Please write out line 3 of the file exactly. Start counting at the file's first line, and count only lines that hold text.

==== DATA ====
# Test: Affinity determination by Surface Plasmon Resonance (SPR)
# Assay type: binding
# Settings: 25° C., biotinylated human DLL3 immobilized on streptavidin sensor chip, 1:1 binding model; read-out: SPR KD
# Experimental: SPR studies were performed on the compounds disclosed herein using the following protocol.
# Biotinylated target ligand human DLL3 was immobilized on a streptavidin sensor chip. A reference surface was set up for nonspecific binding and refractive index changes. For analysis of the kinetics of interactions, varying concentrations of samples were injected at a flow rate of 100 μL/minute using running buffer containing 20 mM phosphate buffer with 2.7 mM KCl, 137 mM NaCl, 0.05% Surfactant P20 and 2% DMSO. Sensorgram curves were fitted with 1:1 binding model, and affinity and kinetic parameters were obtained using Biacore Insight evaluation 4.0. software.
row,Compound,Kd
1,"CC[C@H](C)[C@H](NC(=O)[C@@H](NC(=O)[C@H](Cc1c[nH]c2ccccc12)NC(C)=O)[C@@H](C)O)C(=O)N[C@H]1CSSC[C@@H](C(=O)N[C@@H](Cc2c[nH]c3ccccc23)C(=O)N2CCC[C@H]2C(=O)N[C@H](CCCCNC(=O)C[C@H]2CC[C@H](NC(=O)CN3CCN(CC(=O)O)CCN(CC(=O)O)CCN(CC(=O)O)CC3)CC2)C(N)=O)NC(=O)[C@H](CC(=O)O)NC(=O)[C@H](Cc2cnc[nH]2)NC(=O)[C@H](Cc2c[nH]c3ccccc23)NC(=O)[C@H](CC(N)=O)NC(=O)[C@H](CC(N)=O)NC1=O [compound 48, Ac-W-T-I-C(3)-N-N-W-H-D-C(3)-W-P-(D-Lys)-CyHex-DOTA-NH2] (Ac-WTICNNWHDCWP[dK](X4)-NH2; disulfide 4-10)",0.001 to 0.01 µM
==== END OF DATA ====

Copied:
# Settings: 25° C., biotinylated human DLL3 immobilized on streptavidin sensor chip, 1:1 binding model; read-out: SPR KD